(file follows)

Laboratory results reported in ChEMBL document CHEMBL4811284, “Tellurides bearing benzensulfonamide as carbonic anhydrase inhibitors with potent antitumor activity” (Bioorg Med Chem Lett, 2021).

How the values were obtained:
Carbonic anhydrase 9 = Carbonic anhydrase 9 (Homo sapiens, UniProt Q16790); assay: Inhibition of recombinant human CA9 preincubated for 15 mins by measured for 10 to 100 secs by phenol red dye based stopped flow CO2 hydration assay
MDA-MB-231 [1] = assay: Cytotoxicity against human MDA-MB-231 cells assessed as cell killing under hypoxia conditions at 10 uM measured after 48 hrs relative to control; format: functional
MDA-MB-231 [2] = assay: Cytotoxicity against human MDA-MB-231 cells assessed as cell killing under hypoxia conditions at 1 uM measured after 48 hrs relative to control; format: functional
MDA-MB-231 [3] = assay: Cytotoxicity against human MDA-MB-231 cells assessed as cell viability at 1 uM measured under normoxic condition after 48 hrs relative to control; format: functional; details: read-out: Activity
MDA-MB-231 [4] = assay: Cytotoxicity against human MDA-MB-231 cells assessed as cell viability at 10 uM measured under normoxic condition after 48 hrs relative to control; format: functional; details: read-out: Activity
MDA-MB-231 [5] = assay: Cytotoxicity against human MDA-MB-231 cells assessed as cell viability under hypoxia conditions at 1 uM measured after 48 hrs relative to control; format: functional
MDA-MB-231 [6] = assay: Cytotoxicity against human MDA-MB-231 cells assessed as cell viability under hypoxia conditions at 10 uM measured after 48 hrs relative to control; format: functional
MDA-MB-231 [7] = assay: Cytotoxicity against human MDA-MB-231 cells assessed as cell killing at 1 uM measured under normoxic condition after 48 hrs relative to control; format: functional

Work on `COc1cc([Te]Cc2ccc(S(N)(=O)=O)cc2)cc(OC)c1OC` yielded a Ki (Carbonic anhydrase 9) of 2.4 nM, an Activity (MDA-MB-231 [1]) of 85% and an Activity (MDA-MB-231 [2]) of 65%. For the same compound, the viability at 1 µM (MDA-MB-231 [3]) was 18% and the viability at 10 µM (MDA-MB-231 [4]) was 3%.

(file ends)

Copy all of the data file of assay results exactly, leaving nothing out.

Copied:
Laboratory results reported in ChEMBL document CHEMBL4811284, “Tellurides bearing benzensulfonamide as carbonic anhydrase inhibitors with potent antitumor activity” (Bioorg Med Chem Lett, 2021).

How the values were obtained:
Carbonic anhydrase 9 = Carbonic anhydrase 9 (Homo sapiens, UniProt Q16790); assay: Inhibition of recombinant human CA9 preincubated for 15 mins by measured for 10 to 100 secs by phenol red dye based stopped flow CO2 hydration assay
MDA-MB-231 [1] = assay: Cytotoxicity against human MDA-MB-231 cells assessed as cell killing under hypoxia conditions at 10 uM measured after 48 hrs relative to control; format: functional
MDA-MB-231 [2] = assay: Cytotoxicity against human MDA-MB-231 cells assessed as cell killing under hypoxia conditions at 1 uM measured after 48 hrs relative to control; format: functional
MDA-MB-231 [3] = assay: Cytotoxicity against human MDA-MB-231 cells assessed as cell viability at 1 uM measured under normoxic condition after 48 hrs relative to control; format: functional; details: read-out: Activity
MDA-MB-231 [4] = assay: Cytotoxicity against human MDA-MB-231 cells assessed as cell viability at 10 uM measured under normoxic condition after 48 hrs relative to control; format: functional; details: read-out: Activity
MDA-MB-231 [5] = assay: Cytotoxicity against human MDA-MB-231 cells assessed as cell viability under hypoxia conditions at 1 uM measured after 48 hrs relative to control; format: functional
MDA-MB-231 [6] = assay: Cytotoxicity against human MDA-MB-231 cells assessed as cell viability under hypoxia conditions at 10 uM measured after 48 hrs relative to control; format: functional
MDA-MB-231 [7] = assay: Cytotoxicity against human MDA-MB-231 cells assessed as cell killing at 1 uM measured under normoxic condition after 48 hrs relative to control; format: functional

Work on `COc1cc([Te]Cc2ccc(S(N)(=O)=O)cc2)cc(OC)c1OC` yielded a Ki (Carbonic anhydrase 9) of 2.4 nM, an Activity (MDA-MB-231 [1]) of 85% and an Activity (MDA-MB-231 [2]) of 65%. For the same compound, the viability at 1 µM (MDA-MB-231 [3]) was 18% and the viability at 10 µM (MDA-MB-231 [4]) was 3%.